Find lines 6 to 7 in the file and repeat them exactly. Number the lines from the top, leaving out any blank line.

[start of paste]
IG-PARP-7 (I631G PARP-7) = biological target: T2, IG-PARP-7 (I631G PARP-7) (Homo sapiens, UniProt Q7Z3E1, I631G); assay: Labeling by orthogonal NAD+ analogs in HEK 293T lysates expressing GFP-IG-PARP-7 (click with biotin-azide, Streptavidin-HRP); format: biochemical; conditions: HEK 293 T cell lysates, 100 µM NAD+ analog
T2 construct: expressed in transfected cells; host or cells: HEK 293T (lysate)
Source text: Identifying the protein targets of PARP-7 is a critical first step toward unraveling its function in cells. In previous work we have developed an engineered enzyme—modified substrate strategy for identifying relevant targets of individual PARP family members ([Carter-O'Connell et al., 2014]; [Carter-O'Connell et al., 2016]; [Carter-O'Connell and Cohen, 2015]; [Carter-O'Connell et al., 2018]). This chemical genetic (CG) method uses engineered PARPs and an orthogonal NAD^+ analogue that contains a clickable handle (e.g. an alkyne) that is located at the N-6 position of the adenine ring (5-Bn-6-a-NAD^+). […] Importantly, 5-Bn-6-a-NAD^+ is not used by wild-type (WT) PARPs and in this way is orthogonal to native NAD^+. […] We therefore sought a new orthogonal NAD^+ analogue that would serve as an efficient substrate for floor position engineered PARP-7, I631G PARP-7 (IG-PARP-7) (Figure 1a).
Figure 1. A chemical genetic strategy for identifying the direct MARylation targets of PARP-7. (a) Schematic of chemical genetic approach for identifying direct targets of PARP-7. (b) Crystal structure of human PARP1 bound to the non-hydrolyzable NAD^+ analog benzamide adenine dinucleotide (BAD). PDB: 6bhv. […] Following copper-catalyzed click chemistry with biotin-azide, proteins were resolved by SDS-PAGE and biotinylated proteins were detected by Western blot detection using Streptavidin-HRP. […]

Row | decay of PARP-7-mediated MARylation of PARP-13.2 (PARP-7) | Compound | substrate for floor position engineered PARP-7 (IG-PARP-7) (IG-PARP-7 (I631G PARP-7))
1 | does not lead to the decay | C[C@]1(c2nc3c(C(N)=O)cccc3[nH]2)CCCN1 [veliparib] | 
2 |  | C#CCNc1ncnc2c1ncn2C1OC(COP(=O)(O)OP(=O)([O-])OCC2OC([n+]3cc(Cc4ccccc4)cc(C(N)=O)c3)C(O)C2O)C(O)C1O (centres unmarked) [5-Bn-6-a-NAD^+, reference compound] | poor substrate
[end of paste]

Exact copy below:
1 | does not lead to the decay | C[C@]1(c2nc3c(C(N)=O)cccc3[nH]2)CCCN1 [veliparib] | 
2 |  | C#CCNc1ncnc2c1ncn2C1OC(COP(=O)(O)OP(=O)([O-])OCC2OC([n+]3cc(Cc4ccccc4)cc(C(N)=O)c3)C(O)C2O)C(O)C1O (centres unmarked) [5-Bn-6-a-NAD^+, reference compound] | poor substrate